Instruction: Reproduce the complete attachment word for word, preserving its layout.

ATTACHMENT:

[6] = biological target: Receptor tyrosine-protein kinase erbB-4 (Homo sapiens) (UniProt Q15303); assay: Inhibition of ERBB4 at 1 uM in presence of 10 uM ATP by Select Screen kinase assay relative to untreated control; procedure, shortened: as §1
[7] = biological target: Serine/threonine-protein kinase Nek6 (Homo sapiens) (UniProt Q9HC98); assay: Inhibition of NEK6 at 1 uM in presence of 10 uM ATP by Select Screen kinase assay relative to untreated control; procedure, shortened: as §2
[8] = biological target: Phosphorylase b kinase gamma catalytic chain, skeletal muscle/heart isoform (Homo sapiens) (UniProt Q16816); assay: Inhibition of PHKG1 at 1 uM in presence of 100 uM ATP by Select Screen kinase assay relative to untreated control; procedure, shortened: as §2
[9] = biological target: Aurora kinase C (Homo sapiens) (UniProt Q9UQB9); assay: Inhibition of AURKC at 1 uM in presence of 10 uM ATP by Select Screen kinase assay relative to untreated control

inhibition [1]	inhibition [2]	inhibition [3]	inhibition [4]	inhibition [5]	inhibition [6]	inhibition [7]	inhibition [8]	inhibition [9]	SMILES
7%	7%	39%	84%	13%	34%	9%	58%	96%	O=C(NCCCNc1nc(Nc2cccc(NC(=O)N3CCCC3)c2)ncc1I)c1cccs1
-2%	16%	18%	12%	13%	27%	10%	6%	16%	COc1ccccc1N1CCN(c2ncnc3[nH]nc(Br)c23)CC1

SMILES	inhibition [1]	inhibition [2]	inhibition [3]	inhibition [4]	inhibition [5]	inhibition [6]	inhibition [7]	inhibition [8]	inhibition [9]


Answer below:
[6] = biological target: Receptor tyrosine-protein kinase erbB-4 (Homo sapiens) (UniProt Q15303); assay: Inhibition of ERBB4 at 1 uM in presence of 10 uM ATP by Select Screen kinase assay relative to untreated control; procedure, shortened: as §1
[7] = biological target: Serine/threonine-protein kinase Nek6 (Homo sapiens) (UniProt Q9HC98); assay: Inhibition of NEK6 at 1 uM in presence of 10 uM ATP by Select Screen kinase assay relative to untreated control; procedure, shortened: as §2
[8] = biological target: Phosphorylase b kinase gamma catalytic chain, skeletal muscle/heart isoform (Homo sapiens) (UniProt Q16816); assay: Inhibition of PHKG1 at 1 uM in presence of 100 uM ATP by Select Screen kinase assay relative to untreated control; procedure, shortened: as §2
[9] = biological target: Aurora kinase C (Homo sapiens) (UniProt Q9UQB9); assay: Inhibition of AURKC at 1 uM in presence of 10 uM ATP by Select Screen kinase assay relative to untreated control

inhibition [1]	inhibition [2]	inhibition [3]	inhibition [4]	inhibition [5]	inhibition [6]	inhibition [7]	inhibition [8]	inhibition [9]	SMILES
7%	7%	39%	84%	13%	34%	9%	58%	96%	O=C(NCCCNc1nc(Nc2cccc(NC(=O)N3CCCC3)c2)ncc1I)c1cccs1
-2%	16%	18%	12%	13%	27%	10%	6%	16%	COc1ccccc1N1CCN(c2ncnc3[nH]nc(Br)c23)CC1

SMILES	inhibition [1]	inhibition [2]	inhibition [3]	inhibition [4]	inhibition [5]	inhibition [6]	inhibition [7]	inhibition [8]	inhibition [9]